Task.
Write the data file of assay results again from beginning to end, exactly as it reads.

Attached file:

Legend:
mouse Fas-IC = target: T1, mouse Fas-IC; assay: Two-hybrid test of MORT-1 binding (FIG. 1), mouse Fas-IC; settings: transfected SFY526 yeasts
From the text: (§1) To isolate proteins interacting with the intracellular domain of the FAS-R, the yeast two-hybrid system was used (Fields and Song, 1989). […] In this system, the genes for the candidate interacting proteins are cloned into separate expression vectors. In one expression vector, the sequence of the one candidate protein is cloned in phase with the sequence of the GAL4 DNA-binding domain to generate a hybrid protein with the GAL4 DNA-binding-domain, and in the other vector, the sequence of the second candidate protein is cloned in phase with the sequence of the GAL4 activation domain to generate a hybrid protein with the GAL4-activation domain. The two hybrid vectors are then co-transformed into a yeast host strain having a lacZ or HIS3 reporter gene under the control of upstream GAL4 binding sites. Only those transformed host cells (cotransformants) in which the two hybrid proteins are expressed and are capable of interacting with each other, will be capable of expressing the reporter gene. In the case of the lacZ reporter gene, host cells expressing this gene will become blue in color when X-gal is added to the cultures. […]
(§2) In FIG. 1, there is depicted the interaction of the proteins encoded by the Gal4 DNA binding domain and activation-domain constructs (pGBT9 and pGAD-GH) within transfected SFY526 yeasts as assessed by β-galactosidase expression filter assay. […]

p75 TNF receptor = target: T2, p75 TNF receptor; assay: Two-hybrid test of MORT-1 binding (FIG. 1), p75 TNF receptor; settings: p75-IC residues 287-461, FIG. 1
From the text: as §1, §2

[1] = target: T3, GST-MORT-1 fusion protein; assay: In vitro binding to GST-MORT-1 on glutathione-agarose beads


Legend:
mouse Fas-IC = target: T1, mouse Fas-IC; assay: Two-hybrid test of MORT-1 binding (FIG. 1), mouse Fas-IC; settings: transfected SFY526 yeasts
From the text: (§1) To isolate proteins interacting with the intracellular domain of the FAS-R, the yeast two-hybrid system was used (Fields and Song, 1989). […] In this system, the genes for the candidate interacting proteins are cloned into separate expression vectors. In one expression vector, the sequence of the one candidate protein is cloned in phase with the sequence of the GAL4 DNA-binding domain to generate a hybrid protein with the GAL4 DNA-binding-domain, and in the other vector, the sequence of the second candidate protein is cloned in phase with the sequence of the GAL4 activation domain to generate a hybrid protein with the GAL4-activation domain. The two hybrid vectors are then co-transformed into a yeast host strain having a lacZ or HIS3 reporter gene under the control of upstream GAL4 binding sites. Only those transformed host cells (cotransformants) in which the two hybrid proteins are expressed and are capable of interacting with each other, will be capable of expressing the reporter gene. In the case of the lacZ reporter gene, host cells expressing this gene will become blue in color when X-gal is added to the cultures. […]
(§2) In FIG. 1, there is depicted the interaction of the proteins encoded by the Gal4 DNA binding domain and activation-domain constructs (pGBT9 and pGAD-GH) within transfected SFY526 yeasts as assessed by β-galactosidase expression filter assay. […]

p75 TNF receptor = target: T2, p75 TNF receptor; assay: Two-hybrid test of MORT-1 binding (FIG. 1), p75 TNF receptor; settings: p75-IC residues 287-461, FIG. 1
From the text: as §1, §2

[1] = target: T3, GST-MORT-1 fusion protein; assay: In vitro binding to GST-MORT-1 on glutathione-agarose beads